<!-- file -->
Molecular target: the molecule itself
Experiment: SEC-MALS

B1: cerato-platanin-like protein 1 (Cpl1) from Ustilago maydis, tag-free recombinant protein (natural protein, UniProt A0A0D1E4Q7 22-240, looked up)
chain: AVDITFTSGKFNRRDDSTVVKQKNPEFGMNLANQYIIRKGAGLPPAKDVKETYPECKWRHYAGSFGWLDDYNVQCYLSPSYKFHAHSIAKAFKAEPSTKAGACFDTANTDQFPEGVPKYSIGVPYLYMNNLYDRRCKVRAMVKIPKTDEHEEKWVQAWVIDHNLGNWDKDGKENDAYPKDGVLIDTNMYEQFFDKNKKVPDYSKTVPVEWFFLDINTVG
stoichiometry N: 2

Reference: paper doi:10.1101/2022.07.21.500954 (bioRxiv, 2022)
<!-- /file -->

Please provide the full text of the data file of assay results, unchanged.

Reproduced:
Molecular target: the molecule itself
Experiment: SEC-MALS

B1: cerato-platanin-like protein 1 (Cpl1) from Ustilago maydis, tag-free recombinant protein (natural protein, UniProt A0A0D1E4Q7 22-240, looked up)
chain: AVDITFTSGKFNRRDDSTVVKQKNPEFGMNLANQYIIRKGAGLPPAKDVKETYPECKWRHYAGSFGWLDDYNVQCYLSPSYKFHAHSIAKAFKAEPSTKAGACFDTANTDQFPEGVPKYSIGVPYLYMNNLYDRRCKVRAMVKIPKTDEHEEKWVQAWVIDHNLGNWDKDGKENDAYPKDGVLIDTNMYEQFFDKNKKVPDYSKTVPVEWFFLDINTVG
stoichiometry N: 2

Reference: paper doi:10.1101/2022.07.21.500954 (bioRxiv, 2022)